My students love Google Earth! It's an excellent way to help them visualize our planet. I always use Google Earth when we are discussing history, and this is a great tool to help them gain perspective on where other cultures are situated.
This short video depicts the conversation about culture that took place on the U.S. State Department's Bureau of Educational and Cultural Affairs' social media sites. My students love this video and the infographic that accompanies it.
The "Fact vs. Fiction" PBS series debunks stereotypes about ethnicities. The videos are really engaging and help students think critically about the words they use to describe others. I loved these videos, not only on a professional level, but a personal one. I felt that these films are something everyone should see - not just kids!
This PowerPoint on how to integrate show-and-tell into your lesson plans includes a sample calendar on how to establish show-and-tell as a daily routine. Show-and-tell does not always have to be a physical object. It can be a word from a different language, a presentation on a foreign country, or even a few sentences on a foreign person of influence. My students love the attention that the other students pay them, and this is a good chance for shy students to make new friends.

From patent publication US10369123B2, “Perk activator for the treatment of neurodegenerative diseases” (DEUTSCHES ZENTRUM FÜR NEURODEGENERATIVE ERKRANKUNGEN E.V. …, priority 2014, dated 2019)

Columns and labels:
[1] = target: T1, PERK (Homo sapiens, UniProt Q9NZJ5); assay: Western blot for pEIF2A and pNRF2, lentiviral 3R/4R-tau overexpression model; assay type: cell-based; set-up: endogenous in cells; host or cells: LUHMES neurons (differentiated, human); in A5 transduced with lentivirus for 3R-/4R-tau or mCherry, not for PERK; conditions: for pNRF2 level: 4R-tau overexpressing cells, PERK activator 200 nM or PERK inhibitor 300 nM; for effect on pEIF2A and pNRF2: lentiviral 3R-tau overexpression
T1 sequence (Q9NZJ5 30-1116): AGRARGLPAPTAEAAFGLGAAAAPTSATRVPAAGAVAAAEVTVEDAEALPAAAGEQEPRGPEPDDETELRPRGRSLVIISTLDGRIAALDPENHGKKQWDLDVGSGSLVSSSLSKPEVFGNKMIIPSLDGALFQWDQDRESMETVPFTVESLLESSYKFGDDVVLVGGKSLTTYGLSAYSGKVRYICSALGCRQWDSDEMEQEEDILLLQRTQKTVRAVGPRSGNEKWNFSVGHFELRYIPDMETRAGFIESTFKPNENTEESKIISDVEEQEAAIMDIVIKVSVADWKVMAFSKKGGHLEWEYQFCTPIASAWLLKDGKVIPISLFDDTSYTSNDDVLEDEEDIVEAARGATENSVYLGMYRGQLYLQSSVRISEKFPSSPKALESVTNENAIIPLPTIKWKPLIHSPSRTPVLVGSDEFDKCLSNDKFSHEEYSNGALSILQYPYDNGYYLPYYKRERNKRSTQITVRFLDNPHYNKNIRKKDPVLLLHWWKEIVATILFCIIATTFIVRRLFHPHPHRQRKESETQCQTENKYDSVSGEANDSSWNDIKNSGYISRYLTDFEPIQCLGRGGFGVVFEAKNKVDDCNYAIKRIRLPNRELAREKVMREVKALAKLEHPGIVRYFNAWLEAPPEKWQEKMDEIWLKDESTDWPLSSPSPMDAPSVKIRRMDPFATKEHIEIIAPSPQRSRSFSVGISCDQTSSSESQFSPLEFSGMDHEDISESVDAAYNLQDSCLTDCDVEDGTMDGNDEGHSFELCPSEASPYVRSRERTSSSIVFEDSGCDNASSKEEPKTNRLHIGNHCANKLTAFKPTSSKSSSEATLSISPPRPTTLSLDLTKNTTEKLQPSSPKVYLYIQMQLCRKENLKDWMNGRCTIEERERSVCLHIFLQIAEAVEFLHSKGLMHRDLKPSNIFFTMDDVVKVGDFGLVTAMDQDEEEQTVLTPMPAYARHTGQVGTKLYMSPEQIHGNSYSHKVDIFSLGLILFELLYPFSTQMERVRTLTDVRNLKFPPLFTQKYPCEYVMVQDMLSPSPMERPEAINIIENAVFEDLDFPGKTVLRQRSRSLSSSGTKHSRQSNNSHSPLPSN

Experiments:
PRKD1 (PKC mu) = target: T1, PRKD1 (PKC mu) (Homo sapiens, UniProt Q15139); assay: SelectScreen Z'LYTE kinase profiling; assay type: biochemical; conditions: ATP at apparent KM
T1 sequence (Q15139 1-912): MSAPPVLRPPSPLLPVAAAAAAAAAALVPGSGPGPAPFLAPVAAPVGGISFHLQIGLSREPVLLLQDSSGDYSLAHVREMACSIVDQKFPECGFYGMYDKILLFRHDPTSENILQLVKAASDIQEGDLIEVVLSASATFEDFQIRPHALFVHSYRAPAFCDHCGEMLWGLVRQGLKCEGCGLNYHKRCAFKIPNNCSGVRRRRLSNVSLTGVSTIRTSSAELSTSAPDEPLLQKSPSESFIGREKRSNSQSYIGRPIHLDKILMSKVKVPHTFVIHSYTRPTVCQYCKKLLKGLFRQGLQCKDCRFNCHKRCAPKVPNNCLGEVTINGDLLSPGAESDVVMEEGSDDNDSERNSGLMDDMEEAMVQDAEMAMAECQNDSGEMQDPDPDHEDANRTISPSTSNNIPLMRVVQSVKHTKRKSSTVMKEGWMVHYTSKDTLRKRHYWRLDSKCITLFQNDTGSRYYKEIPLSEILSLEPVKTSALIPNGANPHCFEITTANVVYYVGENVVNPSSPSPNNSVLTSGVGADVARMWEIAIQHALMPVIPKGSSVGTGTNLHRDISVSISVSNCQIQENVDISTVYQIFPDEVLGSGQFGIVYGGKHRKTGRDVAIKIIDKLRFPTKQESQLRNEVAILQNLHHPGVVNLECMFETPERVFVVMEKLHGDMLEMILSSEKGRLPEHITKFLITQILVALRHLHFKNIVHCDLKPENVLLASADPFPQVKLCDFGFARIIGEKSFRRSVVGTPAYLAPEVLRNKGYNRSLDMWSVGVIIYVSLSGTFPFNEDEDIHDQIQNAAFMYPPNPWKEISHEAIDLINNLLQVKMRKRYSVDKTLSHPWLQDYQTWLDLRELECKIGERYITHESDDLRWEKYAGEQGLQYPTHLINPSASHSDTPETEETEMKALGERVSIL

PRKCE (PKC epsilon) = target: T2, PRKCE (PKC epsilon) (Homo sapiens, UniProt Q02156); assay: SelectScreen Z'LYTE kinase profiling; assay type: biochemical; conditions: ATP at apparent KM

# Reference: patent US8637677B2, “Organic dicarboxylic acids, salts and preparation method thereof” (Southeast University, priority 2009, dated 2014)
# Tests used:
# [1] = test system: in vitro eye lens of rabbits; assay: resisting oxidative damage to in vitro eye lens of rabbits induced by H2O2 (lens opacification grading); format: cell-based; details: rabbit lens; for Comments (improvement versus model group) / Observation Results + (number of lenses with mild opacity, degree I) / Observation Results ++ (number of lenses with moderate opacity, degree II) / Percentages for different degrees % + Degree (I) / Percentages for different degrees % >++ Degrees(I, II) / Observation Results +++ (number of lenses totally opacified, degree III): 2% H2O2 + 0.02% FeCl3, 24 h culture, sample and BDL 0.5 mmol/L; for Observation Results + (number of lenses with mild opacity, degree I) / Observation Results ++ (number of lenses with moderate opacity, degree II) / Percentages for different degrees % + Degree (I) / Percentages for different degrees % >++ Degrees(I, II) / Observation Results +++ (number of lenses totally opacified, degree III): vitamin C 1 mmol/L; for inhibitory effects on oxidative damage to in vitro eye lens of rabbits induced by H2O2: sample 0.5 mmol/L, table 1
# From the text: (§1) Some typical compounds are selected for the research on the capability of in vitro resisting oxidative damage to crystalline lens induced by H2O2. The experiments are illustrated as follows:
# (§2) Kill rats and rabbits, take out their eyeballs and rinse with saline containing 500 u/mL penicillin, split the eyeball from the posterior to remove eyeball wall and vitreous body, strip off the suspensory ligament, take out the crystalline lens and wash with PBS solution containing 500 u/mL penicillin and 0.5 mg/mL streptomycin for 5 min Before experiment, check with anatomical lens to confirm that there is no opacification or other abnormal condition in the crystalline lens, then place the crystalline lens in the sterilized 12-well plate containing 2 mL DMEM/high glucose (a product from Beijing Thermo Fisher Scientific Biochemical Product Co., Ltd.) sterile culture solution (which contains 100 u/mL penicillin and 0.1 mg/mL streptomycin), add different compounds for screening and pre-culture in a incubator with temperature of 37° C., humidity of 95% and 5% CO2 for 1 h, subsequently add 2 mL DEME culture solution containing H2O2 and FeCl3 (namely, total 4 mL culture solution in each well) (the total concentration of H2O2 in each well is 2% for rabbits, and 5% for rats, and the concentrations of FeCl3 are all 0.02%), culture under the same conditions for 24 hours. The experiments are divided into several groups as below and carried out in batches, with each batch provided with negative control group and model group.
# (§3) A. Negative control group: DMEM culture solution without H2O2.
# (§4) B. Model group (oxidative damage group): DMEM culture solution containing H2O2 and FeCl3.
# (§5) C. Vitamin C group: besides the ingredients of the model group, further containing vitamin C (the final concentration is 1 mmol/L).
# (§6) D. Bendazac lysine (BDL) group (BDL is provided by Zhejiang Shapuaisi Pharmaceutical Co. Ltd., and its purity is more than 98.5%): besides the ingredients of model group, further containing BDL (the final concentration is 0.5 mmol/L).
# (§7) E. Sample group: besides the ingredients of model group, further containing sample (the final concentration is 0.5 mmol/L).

My kindergarteners love show-and-tell! This article on how to successfully integrate show-and-tell into lower elementary school classrooms is a great resource to foster language skills and attention in young students with limited attention spans. Asking students to bring in an item that has cultural significance to them (something that a classmate might not have previously seen) encourages students to ask questions about the object(s) and its significance.
I love that this book helped my kindergartners embrace cultural empathy. This book takes about fifteen minutes to read aloud, and includes a lot of information about the main character's, Unhei's, Korean Culture. The book will help the students pronounce new words and think about culture in a critical way. For slightly older students, up to about third grade, this is a great silent reading book.